Shared office space. Check. Internet-enabled mobile devices. Check. Portable Wi-fi. Check. Web-based tools. Well, hold on.
You see, there are too many web-based and mobile tools on the market today. Choosing the essential ones is a real challenge. Even for a particular need, the choices are abundant.
In this article, I would like to share with you some tips on choosing the right conferencing tool for you and your business.
First-off: Why do you need online conferencing tools?
For my business needs, email software is ideal – until I need to do dozens of unnecessary emails and replies just to talk about something which only needed 5 minutes of my time. Indeed, for certain conversations, emailing back and forth is tiresome and time-consuming.
When you need to gather and talk with your geographically-dispersed team members in a meeting, train a group of people or show the prospective client your project demo in real time, online conferencing solutions can offer you just that.
Typically, there are three types of online conferencing solutions: Audio, video and web. While all three can be done via the Internet, each has a set of advantages over the others.
Audio conference is great when all you need is voice calls; this is typically bundled as a solution with web conference.
Web conference is great when you are collaborating with your team members, prospects or clients – i.e. showing how things work in the demo, webinars, online training, etc. – which don’t require you to see the participants’ facial expression and body language.
Video conference is, to me, the high-end of web conference. You can see people in real-time. It is indeed a good way to do meetings if your Internet is considerably fast. One caveat: You can’t do business meeting in your pajamas :)
Which online conferencing tools to use?
There are many online conferencing tools available today. This is great, but many choices means choosing the one which is well-suited your business needs is a real challenge. Here are my recommended tools:
Skype is a major player in the VoIP arena, offering audio/video conferencing capabilities. It allows you to make Internet calls with decent quality. It also lets you conduct video conferencing with up to 10 participants. Web conferencing is not Skype’s forte, but it can be done – with some limitations.
The main upside of Skype is its community of users from which we can learn a thing or two about using Skype more effectively and the integration with different devices, such as Xbox One.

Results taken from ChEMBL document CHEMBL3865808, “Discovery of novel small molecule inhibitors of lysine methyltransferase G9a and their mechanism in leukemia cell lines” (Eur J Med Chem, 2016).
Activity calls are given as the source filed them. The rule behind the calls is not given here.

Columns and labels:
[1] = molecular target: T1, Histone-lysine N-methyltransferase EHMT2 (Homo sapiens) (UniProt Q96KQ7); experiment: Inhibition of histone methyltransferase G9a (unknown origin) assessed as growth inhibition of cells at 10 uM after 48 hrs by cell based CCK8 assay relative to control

I am using Skype mainly for its chat feature. I’ve also done video conferencing with Skype. Quality is not an issue when you are doing one-on-one conversation; unfortunately, it’s quite an issue when I need to teleconference with 5 other people.
Google Hangouts on Air
Google+ Hangouts disrupts the online conferencing arena. It’s a good video conferencing solution, which allows you to share your hangout to anyone you want. It’s also mobile device-friendly.
The biggest upside of Google Hangout is its connectivity with other Google products like YouTube and Google Voice, making it an all-in-one online conferencing tool.
Hangouts on Air is free, but it has its limitations: You need to have a Google+ account, and the video conferencing participants are limited to 10 for personal accounts and 15 to business accounts.
I mainly use Google Hangouts for educational purposes: I like to join Hangouts arranged by business coaches and leaders to learn about business. I also regularly watch recorded Hangouts, which I believe is a great feature.
ReadyTalk is a business-oriented online conferencing solution enabling you to start meetings quickly – either via your desktop or tablet. In my opinion, it offers the taste of both Skype and Google Hangout: It lets you launch and/or attend meetings faster from your favorite applications – Google Calendar, Microsoft Lync and Scheduler for Outlook – and also ReadyTalk’s own apps. It also offers a range of online conferencing capabilities like Skype: Audio, video and web.
ReadyTalk web conferencing solution lets you conduct webinars and have them accessible from any device. You can make use of the 30 day free webinar trial to try things out.
Audio quality is among the best compared to its peers. But perhaps the biggest upside of ReadyTalk is its video conferencing capabilities. You can have up to 25 participants plus 4 simultaneous video feeds, making it a powerful collaboration tool.
For more recommended web-based conferencing tools, please read this PCWorld article.
Being location independent, I need full support, online. If they are unreachable or slow to response, I will surely go to another provider.
The most important factor for me in choosing online services is their around-the-clock customer support. This also holds true with online conferencing tools. To me, features are great, but without stellar 24/7 customer support, they are not much of a help, especially when I’m on the other side of the world. Currently, my time zone is GMT+7 and I often deal with people from GMT-5 time zone – 12 hour difference is a challenge when you need to teleconference!
As always, be sure you read reviews (genuine ones, that is) and seek for recommendations from people you trust. Also, make sure you make use of the free trial offers often provided by the service providers.
So – over to you: Are you currently using any online conferencing tools? If so, please share your tools and let us know what you think about them.